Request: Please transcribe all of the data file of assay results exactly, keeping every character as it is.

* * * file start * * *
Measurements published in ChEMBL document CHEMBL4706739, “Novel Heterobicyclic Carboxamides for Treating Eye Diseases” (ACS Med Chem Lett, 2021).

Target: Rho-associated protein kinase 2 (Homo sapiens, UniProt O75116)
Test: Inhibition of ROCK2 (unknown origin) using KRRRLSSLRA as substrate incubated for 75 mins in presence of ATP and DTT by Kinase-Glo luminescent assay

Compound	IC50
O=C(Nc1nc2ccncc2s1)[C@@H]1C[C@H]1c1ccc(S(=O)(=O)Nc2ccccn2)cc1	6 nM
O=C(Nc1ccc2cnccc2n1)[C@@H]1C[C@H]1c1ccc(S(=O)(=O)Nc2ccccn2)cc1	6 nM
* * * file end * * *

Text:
Measurements published in ChEMBL document CHEMBL4706739, “Novel Heterobicyclic Carboxamides for Treating Eye Diseases” (ACS Med Chem Lett, 2021).

Target: Rho-associated protein kinase 2 (Homo sapiens, UniProt O75116)
Test: Inhibition of ROCK2 (unknown origin) using KRRRLSSLRA as substrate incubated for 75 mins in presence of ATP and DTT by Kinase-Glo luminescent assay

Compound	IC50
O=C(Nc1nc2ccncc2s1)[C@@H]1C[C@H]1c1ccc(S(=O)(=O)Nc2ccccn2)cc1	6 nM
O=C(Nc1ccc2cnccc2n1)[C@@H]1C[C@H]1c1ccc(S(=O)(=O)Nc2ccccn2)cc1	6 nM